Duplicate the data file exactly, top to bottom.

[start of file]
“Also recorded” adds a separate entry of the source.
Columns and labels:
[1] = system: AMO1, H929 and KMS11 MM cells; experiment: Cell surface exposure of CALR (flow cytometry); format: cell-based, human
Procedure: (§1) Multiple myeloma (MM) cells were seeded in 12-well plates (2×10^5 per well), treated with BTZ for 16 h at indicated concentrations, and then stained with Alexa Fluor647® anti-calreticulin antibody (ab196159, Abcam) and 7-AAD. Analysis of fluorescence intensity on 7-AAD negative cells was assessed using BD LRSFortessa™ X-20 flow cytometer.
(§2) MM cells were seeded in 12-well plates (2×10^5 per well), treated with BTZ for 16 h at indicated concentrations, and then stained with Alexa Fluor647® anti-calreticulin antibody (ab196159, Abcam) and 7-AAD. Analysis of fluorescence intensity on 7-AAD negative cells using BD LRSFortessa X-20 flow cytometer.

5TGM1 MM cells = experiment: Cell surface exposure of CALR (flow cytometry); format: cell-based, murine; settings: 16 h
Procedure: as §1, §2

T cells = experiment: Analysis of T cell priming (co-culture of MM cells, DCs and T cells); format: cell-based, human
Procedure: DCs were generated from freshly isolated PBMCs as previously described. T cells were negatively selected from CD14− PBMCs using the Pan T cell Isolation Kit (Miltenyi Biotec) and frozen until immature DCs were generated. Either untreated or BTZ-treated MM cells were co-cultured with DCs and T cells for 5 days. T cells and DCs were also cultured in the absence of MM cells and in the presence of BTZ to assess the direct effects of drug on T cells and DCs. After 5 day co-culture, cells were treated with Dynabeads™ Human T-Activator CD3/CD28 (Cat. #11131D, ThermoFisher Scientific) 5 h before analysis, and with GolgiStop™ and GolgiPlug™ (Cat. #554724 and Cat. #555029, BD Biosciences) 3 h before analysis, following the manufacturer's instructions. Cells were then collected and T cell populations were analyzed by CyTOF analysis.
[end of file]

“Also recorded” adds a separate entry of the source.
Columns and labels:
[1] = system: AMO1, H929 and KMS11 MM cells; experiment: Cell surface exposure of CALR (flow cytometry); format: cell-based, human
Procedure: (§1) Multiple myeloma (MM) cells were seeded in 12-well plates (2×10^5 per well), treated with BTZ for 16 h at indicated concentrations, and then stained with Alexa Fluor647® anti-calreticulin antibody (ab196159, Abcam) and 7-AAD. Analysis of fluorescence intensity on 7-AAD negative cells was assessed using BD LRSFortessa™ X-20 flow cytometer.
(§2) MM cells were seeded in 12-well plates (2×10^5 per well), treated with BTZ for 16 h at indicated concentrations, and then stained with Alexa Fluor647® anti-calreticulin antibody (ab196159, Abcam) and 7-AAD. Analysis of fluorescence intensity on 7-AAD negative cells using BD LRSFortessa X-20 flow cytometer.

5TGM1 MM cells = experiment: Cell surface exposure of CALR (flow cytometry); format: cell-based, murine; settings: 16 h
Procedure: as §1, §2

T cells = experiment: Analysis of T cell priming (co-culture of MM cells, DCs and T cells); format: cell-based, human
Procedure: DCs were generated from freshly isolated PBMCs as previously described. T cells were negatively selected from CD14− PBMCs using the Pan T cell Isolation Kit (Miltenyi Biotec) and frozen until immature DCs were generated. Either untreated or BTZ-treated MM cells were co-cultured with DCs and T cells for 5 days. T cells and DCs were also cultured in the absence of MM cells and in the presence of BTZ to assess the direct effects of drug on T cells and DCs. After 5 day co-culture, cells were treated with Dynabeads™ Human T-Activator CD3/CD28 (Cat. #11131D, ThermoFisher Scientific) 5 h before analysis, and with GolgiStop™ and GolgiPlug™ (Cat. #554724 and Cat. #555029, BD Biosciences) 3 h before analysis, following the manufacturer's instructions. Cells were then collected and T cell populations were analyzed by CyTOF analysis.